WHEREAS, the experience in the European Union has demonstrated that, even where emissions allowances are allocated free of charge to electric generators, the market value of such allowances has been included in the market price of generation to consumers, resulting in higher costs for consumers and financial windfalls for electric generation owners;

WHEREAS, if a cap and trade or other mandatory greenhouse gas mitigation program, such as a carbon tax, is implemented in the United States, it should be done on an economy-wide basis, and should not be limited to electric generation;

WHEREAS, limiting a greenhouse gas program to electric generation would increase the relative cost of electric generation (compared to the cost of other energy) even in cases – such as plug-in hybrid vehicles — where electric generation might be more efficient and produce fewer greenhouse gas emissions than other fuels that would be used for the same purpose;

WHEREAS, continued uncertainty and delay regarding regulation of greenhouse gas emissions in the United States does not benefit electric consumers because generation resource decisions are being made today that could result in even greater costs in the future if they do not properly account for the cost of greenhouse gas emissions;

WHEREAS, given the gravity and urgency of climate change phenomena, NASUCA urges the United States Congress to devote all federal resources necessary to develop and commercialize next generation energy resources from both a central station and distributed generation perspective, e.g., energy efficiency and demand response, advanced clean coal generation, carbon sequestration, advanced nuclear generation, energy storage, bio-fuel, photovoltaic and other advanced renewable and non-renewable energy resources;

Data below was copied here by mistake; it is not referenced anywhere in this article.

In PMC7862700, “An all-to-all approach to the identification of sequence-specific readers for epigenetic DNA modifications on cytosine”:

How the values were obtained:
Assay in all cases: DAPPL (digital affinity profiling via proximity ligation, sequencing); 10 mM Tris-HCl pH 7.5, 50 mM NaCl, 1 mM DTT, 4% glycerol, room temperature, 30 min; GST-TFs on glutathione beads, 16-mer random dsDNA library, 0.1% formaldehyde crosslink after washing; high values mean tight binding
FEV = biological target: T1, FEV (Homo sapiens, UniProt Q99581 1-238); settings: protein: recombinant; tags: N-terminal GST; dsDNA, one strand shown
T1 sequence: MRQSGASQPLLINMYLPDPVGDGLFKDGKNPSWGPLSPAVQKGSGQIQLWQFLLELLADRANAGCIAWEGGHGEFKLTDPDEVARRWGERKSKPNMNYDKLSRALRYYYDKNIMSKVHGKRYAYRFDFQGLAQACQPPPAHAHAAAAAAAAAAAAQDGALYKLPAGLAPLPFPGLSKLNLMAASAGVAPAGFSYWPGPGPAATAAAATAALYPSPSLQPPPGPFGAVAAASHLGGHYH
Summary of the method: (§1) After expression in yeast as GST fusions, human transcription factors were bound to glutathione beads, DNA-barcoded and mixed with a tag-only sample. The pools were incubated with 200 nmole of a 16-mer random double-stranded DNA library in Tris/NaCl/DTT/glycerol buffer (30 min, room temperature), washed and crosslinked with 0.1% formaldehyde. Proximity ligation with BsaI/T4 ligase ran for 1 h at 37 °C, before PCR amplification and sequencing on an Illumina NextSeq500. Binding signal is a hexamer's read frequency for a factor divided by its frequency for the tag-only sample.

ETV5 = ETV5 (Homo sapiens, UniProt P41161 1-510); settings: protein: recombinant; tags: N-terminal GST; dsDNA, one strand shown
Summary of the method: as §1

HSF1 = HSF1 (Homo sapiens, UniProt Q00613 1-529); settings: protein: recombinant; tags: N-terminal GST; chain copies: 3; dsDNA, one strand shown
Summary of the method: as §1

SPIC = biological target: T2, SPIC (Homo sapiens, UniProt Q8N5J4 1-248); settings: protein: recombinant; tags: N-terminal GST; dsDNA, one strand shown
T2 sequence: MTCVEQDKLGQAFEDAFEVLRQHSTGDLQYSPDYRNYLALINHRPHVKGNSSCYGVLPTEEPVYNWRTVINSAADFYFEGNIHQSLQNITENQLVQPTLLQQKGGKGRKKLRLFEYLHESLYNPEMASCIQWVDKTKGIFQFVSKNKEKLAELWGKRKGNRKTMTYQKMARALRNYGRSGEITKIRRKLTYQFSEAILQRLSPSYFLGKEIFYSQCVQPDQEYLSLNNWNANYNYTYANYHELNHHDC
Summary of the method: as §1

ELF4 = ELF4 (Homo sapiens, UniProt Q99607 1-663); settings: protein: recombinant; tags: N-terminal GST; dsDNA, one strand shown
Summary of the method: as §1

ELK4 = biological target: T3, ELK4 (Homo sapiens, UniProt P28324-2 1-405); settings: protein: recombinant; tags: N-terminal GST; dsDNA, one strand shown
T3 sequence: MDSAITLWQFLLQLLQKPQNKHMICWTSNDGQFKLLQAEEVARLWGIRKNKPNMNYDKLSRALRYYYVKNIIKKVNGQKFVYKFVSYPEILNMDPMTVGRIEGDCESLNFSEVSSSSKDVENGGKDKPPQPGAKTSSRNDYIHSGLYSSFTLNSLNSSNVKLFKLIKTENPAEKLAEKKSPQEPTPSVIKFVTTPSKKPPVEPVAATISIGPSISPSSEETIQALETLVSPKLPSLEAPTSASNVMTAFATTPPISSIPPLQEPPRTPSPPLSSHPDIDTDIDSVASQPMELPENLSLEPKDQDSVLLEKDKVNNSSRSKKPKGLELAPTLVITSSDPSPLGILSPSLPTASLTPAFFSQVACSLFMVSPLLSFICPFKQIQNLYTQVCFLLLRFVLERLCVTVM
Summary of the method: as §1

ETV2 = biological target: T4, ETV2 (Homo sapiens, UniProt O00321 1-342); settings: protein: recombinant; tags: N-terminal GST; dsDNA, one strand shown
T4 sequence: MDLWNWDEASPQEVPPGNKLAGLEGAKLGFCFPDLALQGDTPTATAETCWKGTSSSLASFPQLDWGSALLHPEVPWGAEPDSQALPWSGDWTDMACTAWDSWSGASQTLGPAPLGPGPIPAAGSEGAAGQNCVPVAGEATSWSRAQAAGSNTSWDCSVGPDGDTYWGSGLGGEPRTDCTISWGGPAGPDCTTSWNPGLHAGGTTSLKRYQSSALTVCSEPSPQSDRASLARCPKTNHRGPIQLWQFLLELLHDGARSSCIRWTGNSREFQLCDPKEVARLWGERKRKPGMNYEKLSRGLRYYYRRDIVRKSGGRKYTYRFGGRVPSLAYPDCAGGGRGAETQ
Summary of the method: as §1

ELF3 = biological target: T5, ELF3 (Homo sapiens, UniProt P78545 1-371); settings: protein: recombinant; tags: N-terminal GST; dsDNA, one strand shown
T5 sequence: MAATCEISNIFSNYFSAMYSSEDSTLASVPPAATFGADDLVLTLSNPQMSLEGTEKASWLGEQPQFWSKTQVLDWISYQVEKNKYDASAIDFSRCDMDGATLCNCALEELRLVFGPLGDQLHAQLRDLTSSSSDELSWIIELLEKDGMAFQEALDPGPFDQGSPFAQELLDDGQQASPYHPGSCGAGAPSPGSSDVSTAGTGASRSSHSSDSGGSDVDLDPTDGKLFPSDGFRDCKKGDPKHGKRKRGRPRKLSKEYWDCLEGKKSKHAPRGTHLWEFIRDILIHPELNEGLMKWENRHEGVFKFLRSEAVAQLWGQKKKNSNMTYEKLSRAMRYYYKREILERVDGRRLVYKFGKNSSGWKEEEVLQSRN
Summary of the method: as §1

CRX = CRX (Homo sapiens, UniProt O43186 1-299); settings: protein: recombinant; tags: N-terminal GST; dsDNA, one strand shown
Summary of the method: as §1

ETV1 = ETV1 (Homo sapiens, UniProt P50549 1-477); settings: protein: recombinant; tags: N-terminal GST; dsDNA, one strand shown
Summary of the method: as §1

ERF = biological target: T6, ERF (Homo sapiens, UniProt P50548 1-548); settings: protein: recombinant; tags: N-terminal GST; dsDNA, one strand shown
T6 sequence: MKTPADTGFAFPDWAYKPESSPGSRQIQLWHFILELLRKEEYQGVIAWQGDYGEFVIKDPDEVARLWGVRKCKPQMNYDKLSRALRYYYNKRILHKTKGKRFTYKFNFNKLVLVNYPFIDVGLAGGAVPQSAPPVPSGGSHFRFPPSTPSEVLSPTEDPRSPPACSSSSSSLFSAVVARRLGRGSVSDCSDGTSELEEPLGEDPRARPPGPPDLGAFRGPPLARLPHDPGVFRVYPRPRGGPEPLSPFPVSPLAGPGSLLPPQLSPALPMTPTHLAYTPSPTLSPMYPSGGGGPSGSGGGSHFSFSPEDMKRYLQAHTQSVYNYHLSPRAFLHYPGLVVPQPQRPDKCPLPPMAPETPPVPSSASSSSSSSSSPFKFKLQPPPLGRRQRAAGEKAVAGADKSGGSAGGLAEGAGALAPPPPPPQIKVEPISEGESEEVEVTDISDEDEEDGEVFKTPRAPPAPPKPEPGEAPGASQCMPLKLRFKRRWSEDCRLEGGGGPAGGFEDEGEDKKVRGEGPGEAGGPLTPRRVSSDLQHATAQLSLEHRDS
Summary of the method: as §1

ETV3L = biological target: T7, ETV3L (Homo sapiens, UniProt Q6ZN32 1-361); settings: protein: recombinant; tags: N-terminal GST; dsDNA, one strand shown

WHEREAS, understanding that federal funds are not limitless, NASUCA calls for the United States Congress to prioritize the funding to resources that are lower cost and/or contain less total environmental, fuel and technology risk such as energy efficiency and renewable resources, or have a strong national security component such as clean coal with carbon sequestration;

WHEREAS, NASUCA recognizes the potential for such complex new technologies to increase the cost of electric generation in the United States and thereby adversely impact utility customers through higher utility bills;

WHEREAS, therefore, NASUCA urges the United States Congress to keep the economic well-being of utility consumers foremost in mind when contemplating how best to transition the electric generation industry to acceptable emissions levels;

NOW THEREFORE, BE IT RESOLVED, that NASUCA urges Congress to implement reductions in greenhouse gas emissions, such as through a cap and trade system or through taxation of carbon emissions, on an economy-wide basis;

BE IT FURTHER RESOLVED, that any greenhouse gas emission reduction program should provide appropriate emission reductions while minimizing the cost to consumers, and must not produce windfall gains for electric generators at the expense of electric consumers;

BE IT FURTHER RESOLVED, that the federal government must play a vital role in research, development and commercialization of advanced electric generation, energy efficiency and demand response technologies;

BE IT FURTHER RESOLVED, that utility consumers must not be economically disenfranchised in the transition to a clean and sustainable energy future.

BE IT FURTHER RESOLVED, that the NASUCA Electric Committee with the approval of the Executive Committee is authorized to take all steps consistent with this resolution in order to secure its implementation.

Approved by NASUCA: Submitted by:

____________________ NASUCA Electric Committee